Robin Wright, who played opposite Kevin Spacey for years on Netflix’s political drama House of Cards, spoke with Today’s Savannah Guthrie on Monday morning about the allegations of sexual misconduct against her former co-star.
“I think we were all surprised, of course, and ultimately saddened,” Wright said. “We forged ahead and we were so thankful that we were able to complete the series as planned.”
In the sixth and final season of House of Cards, Wright, as Claire Underwood, will headline the show without Spacey, who played her husband, Frank Underwood. Wright will also direct the series finale, which will arrive, with the rest of the season, later in 2018.
In October, actor Anthony Rapp accused Spacey of making a sexual advance toward him when Rapp was 14 and Spacey was 26. In an interview with BuzzFeed, Rapp said he was inspired by the ongoing #MeToo movement, which was brought into the mainstream when women started coming forward with allegations of sexual misconduct against Harvey Weinstein and other powerful men in Hollywood.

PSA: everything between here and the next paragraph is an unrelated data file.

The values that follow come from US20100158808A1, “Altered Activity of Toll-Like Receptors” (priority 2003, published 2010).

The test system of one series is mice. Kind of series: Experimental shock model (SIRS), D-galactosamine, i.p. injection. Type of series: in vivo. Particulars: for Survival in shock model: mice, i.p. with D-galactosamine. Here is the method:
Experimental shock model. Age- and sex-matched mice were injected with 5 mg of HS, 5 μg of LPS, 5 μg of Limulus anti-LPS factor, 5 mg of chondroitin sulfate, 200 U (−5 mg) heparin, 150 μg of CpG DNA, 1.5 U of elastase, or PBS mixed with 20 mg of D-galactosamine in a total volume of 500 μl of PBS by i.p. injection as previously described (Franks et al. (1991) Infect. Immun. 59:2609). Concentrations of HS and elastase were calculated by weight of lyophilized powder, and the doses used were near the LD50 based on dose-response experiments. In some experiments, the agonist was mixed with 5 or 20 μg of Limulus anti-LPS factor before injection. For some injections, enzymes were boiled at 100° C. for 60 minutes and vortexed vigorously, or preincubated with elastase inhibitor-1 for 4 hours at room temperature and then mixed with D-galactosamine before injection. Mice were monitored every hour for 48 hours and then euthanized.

Since then, several additional people have come forward with similar allegations of sexual misconduct against Spacey, including three more recent allegations that are currently under investigation by British police. Wright told Today that before the allegations came to light, she didn’t really have any indication Spacey would be capable of the acts he’s been accused of.
“We were co-workers, really,” Wright said. “We never socialized outside of work. [It was a] respectful, professional relationship. He was so great with me. He was never disrespectful to me. That’s my personal experience. That’s the only thing that I feel I have the right to talk about.”
When Guthrie asked if Netflix made the right move by firing Spacey from House of Cards’ final season, Wright didn’t give a concrete answer, but spoke more generally about the effect of the allegations against Spacey on the public.
“I don’t know how to comment on that,” Wright said. “But I think at that time the shock was so intense all over the nation, for many reasons, many stories, many people, I think that everybody felt that it was respectful to back off.”
Wright concluded by speaking about the effects she hopes #MeToo will have on the world at large.
“This is a bigger, broader issue, I think, which is seduction,” she said. “I don’t care who you are — it’s about power. And once you overpower someone, that person then becomes vulnerable. And this last year, I think, has shined a light in a new way to allow us to start a new conversation. We just need to shift the paradigm.”